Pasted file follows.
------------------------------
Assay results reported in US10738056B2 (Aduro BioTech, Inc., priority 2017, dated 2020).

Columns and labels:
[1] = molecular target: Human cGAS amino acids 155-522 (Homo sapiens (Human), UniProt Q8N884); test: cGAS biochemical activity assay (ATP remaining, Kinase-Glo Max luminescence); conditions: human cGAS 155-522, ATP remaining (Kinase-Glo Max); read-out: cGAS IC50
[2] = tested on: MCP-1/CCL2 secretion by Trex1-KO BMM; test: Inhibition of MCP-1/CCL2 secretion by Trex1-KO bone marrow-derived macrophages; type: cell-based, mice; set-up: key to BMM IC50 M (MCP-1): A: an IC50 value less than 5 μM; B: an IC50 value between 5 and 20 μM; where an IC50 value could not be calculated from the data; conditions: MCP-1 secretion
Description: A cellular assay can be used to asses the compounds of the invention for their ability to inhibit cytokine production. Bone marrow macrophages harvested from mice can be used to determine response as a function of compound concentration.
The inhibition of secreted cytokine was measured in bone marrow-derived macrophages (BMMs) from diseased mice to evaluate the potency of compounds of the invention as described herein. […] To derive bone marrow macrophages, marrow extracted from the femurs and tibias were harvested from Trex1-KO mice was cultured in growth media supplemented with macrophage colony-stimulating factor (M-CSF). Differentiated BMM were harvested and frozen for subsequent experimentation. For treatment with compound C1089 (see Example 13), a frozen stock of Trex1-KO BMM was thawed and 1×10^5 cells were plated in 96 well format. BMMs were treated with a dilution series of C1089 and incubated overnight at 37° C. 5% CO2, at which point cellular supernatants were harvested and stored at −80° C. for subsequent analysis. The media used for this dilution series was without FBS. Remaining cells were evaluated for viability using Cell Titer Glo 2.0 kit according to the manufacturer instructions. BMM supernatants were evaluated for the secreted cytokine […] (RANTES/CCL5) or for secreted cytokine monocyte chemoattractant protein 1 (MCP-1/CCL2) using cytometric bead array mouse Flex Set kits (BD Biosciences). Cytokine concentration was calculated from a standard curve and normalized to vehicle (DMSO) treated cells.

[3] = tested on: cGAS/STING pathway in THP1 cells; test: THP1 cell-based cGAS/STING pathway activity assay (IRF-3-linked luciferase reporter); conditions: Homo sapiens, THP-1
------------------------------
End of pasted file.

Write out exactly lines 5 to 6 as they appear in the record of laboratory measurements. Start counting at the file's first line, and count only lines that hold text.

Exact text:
Description: A cellular assay can be used to asses the compounds of the invention for their ability to inhibit cytokine production. Bone marrow macrophages harvested from mice can be used to determine response as a function of compound concentration.
The inhibition of secreted cytokine was measured in bone marrow-derived macrophages (BMMs) from diseased mice to evaluate the potency of compounds of the invention as described herein. […] To derive bone marrow macrophages, marrow extracted from the femurs and tibias were harvested from Trex1-KO mice was cultured in growth media supplemented with macrophage colony-stimulating factor (M-CSF). Differentiated BMM were harvested and frozen for subsequent experimentation. For treatment with compound C1089 (see Example 13), a frozen stock of Trex1-KO BMM was thawed and 1×10^5 cells were plated in 96 well format. BMMs were treated with a dilution series of C1089 and incubated overnight at 37° C. 5% CO2, at which point cellular supernatants were harvested and stored at −80° C. for subsequent analysis. The media used for this dilution series was without FBS. Remaining cells were evaluated for viability using Cell Titer Glo 2.0 kit according to the manufacturer instructions. BMM supernatants were evaluated for the secreted cytokine […] (RANTES/CCL5) or for secreted cytokine monocyte chemoattractant protein 1 (MCP-1/CCL2) using cytometric bead array mouse Flex Set kits (BD Biosciences). Cytokine concentration was calculated from a standard curve and normalized to vehicle (DMSO) treated cells.